BERLIN — As Western Europe gears up for a string of elections over the next year, right-wing parties are seizing on Donald Trump's victory as proof that a strong nationalistic stance against trade and immigration will propel them into power.

A wave of populism already has spread to Eastern Europe, where countries that include Croatia, Hungary, Poland and Slovenia have rightest governments.

Farther west, Austria next month could elect Europe's first far-right head of state since World War II. Norbert Hofer of the Freedom Party narrowly lost a race for the largely ceremonial post in April, but a new election was ordered because of alleged irregularities in counting mailed-in ballots.

Dutch far-right Freedom Party leader Geert Wilders.

France, Germany and the Netherlands, which hold general elections in 2017, also have seen a U.S.-style shift in support from mainstream parties to anti-establishment nationalists. The trend comes amid growing anxiety over weak job prospects tied to globalization, as well as a migrant crisis seen as a threat to security and a drain on social welfare benefits.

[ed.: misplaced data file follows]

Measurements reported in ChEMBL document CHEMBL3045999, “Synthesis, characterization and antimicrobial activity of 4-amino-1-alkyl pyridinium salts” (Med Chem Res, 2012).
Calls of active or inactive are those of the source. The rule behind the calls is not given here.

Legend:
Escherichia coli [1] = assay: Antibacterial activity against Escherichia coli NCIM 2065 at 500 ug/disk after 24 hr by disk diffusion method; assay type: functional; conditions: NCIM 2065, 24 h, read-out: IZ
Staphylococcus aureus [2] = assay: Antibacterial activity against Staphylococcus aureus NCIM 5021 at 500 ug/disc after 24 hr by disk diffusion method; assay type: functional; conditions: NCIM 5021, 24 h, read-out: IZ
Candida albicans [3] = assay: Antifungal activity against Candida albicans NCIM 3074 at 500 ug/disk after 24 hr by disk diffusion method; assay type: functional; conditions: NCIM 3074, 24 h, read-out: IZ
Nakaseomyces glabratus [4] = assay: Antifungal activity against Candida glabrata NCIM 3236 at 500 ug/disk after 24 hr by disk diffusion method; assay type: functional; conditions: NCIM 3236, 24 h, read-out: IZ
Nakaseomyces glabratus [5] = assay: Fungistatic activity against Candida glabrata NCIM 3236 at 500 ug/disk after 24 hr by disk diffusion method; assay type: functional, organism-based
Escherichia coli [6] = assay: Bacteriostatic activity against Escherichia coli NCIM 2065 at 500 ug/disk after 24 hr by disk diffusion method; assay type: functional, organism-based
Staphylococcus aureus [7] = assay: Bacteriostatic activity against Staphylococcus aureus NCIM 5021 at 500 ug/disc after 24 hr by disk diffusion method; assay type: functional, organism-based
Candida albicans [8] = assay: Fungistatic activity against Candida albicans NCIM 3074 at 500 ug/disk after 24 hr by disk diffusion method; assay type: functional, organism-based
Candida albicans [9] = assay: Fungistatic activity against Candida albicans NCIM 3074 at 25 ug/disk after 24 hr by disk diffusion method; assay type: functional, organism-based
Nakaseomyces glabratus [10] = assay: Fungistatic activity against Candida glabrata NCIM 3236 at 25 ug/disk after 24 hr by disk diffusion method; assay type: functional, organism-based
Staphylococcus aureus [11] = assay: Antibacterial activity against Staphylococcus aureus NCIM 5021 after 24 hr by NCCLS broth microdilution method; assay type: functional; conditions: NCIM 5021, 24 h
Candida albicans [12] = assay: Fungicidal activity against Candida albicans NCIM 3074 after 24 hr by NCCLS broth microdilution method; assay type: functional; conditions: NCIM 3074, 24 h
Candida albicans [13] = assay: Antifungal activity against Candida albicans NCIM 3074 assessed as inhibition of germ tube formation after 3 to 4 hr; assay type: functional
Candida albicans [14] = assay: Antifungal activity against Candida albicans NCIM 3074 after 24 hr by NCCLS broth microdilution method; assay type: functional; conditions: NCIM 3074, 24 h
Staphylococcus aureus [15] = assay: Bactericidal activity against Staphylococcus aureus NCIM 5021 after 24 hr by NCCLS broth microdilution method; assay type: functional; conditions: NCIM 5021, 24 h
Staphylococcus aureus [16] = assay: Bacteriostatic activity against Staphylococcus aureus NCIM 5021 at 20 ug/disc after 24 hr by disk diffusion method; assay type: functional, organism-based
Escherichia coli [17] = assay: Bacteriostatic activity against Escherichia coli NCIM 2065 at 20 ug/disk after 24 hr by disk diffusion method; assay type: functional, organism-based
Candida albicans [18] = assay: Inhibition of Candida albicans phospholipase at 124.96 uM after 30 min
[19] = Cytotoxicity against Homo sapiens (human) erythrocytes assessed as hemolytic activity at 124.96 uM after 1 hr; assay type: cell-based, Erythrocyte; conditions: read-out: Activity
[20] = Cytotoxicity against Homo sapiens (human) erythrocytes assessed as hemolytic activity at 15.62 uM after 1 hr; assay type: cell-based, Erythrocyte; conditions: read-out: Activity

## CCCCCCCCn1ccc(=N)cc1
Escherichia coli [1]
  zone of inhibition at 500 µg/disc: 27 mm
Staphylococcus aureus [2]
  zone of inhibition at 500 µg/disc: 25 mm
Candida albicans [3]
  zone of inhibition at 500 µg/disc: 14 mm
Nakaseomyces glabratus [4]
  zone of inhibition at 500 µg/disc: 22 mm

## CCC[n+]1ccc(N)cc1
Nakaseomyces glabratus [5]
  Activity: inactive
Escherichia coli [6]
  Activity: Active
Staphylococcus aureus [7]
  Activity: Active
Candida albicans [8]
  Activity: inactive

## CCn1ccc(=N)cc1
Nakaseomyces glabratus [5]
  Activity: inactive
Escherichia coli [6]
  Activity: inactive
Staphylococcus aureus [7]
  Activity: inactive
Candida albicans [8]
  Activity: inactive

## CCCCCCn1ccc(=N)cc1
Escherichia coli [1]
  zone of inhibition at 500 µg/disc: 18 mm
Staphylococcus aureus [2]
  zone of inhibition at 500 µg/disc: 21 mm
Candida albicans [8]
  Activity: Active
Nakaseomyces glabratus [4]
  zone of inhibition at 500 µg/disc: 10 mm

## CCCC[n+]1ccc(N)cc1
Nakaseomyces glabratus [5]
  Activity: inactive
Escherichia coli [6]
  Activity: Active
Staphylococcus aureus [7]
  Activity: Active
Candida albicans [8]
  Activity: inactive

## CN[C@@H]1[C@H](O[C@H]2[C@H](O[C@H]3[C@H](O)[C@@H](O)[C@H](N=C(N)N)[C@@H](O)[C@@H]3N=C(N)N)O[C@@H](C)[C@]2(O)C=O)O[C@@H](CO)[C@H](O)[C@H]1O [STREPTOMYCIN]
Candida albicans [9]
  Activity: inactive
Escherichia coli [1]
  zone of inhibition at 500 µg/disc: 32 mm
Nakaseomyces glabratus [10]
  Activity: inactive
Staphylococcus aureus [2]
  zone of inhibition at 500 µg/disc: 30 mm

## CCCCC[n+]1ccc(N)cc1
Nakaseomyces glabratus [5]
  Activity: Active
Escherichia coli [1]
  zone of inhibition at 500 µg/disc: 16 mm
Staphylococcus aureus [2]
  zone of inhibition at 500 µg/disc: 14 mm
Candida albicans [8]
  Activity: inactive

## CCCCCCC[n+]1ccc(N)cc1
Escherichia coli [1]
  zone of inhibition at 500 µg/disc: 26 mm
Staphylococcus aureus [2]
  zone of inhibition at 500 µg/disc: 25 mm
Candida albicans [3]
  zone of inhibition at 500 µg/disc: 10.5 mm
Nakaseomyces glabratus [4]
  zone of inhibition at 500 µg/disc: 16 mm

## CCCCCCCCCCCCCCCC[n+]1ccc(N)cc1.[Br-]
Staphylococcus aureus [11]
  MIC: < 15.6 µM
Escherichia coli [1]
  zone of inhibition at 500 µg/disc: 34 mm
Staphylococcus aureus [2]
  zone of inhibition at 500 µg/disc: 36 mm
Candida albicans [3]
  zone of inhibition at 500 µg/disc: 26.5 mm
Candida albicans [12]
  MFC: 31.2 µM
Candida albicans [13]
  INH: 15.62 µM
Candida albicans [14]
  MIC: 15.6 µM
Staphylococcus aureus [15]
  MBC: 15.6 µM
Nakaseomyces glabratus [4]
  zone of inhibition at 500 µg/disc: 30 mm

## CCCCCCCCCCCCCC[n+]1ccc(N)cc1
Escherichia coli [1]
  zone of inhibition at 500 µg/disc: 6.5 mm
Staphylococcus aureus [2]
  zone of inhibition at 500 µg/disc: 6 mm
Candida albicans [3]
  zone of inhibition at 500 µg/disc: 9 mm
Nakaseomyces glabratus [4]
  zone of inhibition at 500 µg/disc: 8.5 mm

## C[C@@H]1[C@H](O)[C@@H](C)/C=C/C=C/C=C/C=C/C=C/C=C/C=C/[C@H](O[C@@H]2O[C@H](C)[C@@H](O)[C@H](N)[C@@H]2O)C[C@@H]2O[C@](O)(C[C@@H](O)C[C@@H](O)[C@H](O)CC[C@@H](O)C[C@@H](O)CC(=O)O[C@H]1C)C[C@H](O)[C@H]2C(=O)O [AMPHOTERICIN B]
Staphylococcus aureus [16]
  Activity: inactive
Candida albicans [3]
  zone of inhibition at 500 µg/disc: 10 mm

Many Europeans blame the problems on decades of membership in the European Union, which they feel is oblivious to their concerns about the free flow of labor and migration within the 28-nation bloc.

"People are sick and tired of politicians who refused to listen to their worries about rising immigration, the loss of law and order, taxes being spent abroad while domestic needs are rising, trade agreements that harm employment at home," said Geert Wilders, a Dutch lawmaker and leader of the Netherlands' far-right Party for Freedom.

"We are witnessing a Patriotic Spring, in America as well as in Europe," he told USA TODAY. "Our people have the same worries as the American people. The Trump victory proves that change is possible. There is no doubt this will encourage the Dutch people to vote for change as well."

Wouter Dol of the Netherlands Institute for Multiparty Democracy, a group that helps young democracies organize elections, said Wilders paints himself as a political outsider like Trump despite being a seasoned politician with more than a decade of lawmaking experience.